The question is: to what extent can this be taken further? How long is it worth using such items? Will you turn into the slave of something that is supposed to assist you in your everyday life? Don’t think too seriously, just remember the feeling of “I need to put my smart phone on the charger”. This idea is in your head every day and becomes habitual.

1) The flat surface= the monitor/screen

It is expected now that high tech gadgets will use flat surfaces surrounding you with displayed data.

However, what if information appears before your eyes? There have already been tests, but the real breakthrough is likely to happen once technology has shrunk to the size of easy-to-wear glasses.

2) Robots think instead of humans

Research on artificial intelligence has been introduced into everyday life in some elementary forms. Apple’s Siri and Google’s voice based search can do a lot of basic and routine tasks instead of you… in theory. For me it mainly worked in a quiet environment and with perfect English pronunciation. While experimenting I realised that what I can get from the AI experience is audio books in my mother language during my runs. Now my smart phone, with a robot voice but clearly can read them out. (link for settings)

Computers that have the potential for keeping you company have not arrived but the concept of the film She shows the future, maybe not tomorrow but the day after tomorrow.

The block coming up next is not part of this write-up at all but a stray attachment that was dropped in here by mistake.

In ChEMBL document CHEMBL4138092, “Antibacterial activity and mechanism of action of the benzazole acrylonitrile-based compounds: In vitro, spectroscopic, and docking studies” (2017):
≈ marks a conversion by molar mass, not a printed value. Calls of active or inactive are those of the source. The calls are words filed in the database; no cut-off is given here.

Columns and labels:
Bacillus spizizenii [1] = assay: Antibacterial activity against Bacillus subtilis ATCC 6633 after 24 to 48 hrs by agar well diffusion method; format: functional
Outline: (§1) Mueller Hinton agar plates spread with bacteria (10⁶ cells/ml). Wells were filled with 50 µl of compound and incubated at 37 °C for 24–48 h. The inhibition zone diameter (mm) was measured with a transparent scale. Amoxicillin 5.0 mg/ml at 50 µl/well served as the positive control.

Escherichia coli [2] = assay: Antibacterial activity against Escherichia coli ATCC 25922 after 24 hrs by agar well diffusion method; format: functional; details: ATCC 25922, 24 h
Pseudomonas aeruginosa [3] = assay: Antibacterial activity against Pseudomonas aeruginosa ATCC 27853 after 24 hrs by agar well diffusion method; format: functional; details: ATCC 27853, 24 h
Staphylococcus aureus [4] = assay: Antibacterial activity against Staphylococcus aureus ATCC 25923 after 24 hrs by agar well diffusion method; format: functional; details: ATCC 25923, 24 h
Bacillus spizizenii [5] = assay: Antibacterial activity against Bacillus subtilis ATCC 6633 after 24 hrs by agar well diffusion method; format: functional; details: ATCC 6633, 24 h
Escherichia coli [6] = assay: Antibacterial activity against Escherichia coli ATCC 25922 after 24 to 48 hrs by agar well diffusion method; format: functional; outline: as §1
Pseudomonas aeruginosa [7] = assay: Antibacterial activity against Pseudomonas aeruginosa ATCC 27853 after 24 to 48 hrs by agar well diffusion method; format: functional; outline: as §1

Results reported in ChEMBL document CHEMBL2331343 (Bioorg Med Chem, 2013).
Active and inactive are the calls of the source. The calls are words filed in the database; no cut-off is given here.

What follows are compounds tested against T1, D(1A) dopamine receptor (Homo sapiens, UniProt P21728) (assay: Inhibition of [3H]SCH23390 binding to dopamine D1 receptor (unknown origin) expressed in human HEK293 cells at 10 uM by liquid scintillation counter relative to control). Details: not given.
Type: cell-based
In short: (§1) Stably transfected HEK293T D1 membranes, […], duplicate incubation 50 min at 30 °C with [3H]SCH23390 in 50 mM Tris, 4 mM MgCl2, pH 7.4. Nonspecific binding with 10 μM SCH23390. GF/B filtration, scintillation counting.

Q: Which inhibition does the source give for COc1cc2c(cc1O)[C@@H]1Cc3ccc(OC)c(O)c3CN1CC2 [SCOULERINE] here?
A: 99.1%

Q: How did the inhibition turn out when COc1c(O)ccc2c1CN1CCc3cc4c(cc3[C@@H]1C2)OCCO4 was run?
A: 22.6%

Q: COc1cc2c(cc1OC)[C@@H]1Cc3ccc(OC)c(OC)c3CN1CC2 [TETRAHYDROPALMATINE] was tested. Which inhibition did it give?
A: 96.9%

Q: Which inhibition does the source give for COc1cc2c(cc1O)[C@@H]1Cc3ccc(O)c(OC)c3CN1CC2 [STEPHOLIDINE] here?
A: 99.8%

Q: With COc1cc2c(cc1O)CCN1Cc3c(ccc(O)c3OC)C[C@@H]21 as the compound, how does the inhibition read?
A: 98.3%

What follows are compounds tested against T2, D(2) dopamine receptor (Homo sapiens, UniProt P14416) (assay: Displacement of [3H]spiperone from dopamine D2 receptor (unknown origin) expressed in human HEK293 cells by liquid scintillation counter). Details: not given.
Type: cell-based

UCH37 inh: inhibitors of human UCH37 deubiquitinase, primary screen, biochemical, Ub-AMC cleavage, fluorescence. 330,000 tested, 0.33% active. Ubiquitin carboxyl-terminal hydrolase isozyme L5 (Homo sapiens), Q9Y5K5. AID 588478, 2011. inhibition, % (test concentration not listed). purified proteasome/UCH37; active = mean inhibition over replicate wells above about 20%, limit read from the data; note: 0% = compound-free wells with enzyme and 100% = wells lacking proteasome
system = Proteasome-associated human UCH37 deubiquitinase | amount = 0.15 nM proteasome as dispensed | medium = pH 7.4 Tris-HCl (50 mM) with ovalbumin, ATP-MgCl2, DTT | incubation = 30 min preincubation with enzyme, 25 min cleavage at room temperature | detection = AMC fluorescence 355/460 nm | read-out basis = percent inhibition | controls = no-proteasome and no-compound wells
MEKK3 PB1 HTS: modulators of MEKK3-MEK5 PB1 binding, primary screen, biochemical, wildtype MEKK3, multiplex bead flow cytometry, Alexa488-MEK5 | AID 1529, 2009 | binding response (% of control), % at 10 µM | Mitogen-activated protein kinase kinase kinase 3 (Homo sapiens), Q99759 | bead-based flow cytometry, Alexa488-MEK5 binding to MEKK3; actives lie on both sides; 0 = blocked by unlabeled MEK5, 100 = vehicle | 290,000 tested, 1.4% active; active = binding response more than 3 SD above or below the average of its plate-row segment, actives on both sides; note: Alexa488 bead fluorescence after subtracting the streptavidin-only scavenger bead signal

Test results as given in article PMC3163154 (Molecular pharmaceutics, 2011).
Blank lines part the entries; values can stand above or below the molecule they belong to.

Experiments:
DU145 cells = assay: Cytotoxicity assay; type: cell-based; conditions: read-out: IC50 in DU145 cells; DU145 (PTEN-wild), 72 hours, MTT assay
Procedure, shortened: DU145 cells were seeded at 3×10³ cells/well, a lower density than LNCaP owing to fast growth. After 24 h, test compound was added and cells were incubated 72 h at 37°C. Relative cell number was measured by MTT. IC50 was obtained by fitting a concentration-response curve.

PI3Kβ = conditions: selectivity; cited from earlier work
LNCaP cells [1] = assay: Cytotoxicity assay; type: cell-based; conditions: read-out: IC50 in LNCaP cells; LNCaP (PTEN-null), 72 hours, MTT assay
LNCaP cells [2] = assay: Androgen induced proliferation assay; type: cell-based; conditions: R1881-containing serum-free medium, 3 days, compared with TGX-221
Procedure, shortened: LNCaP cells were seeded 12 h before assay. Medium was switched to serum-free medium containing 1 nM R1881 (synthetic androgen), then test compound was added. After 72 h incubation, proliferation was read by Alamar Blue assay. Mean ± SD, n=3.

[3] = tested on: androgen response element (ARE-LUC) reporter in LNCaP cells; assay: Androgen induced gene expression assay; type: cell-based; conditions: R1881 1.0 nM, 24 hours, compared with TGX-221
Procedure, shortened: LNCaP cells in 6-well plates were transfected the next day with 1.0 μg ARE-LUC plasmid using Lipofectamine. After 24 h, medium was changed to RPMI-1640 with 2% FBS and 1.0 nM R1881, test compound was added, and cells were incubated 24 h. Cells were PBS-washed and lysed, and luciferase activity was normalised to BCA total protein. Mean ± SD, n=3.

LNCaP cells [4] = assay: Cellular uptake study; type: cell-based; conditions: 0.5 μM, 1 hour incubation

3) You measure everything

Fitness gadgets measure everything related to motion, home thermostats can even analyse the content of the air, your scales tell you your up-to-date BMI. Most of this data can be used smartly if it is examined in relation and you are not interested in momentary figures. For example, on a fitness device I mainly monitor time during my work out, but I am also interested in distance, especially when timed. It is crucial to find a balance and get only as much data as we can deal with. A lot of smart devices are programmed to display their full potential even though you do not need it. A personal example the data I focus on and when:

  • during my run I only watch the time
    I check the kilometres I have run weekly
  • as for the scales I check the graph for any change
  • in case of the thermostat I expect permanency but I am glad when it indicates that CO2 levels are too high so I can air the place

The near-future, or what devices I am expecting….

I’m expecting a thermometer that will make an easy job easier. We’ve been treating our mercury thermometer as a precious piece of treasure since electric ones are really unreliable in indicating fever.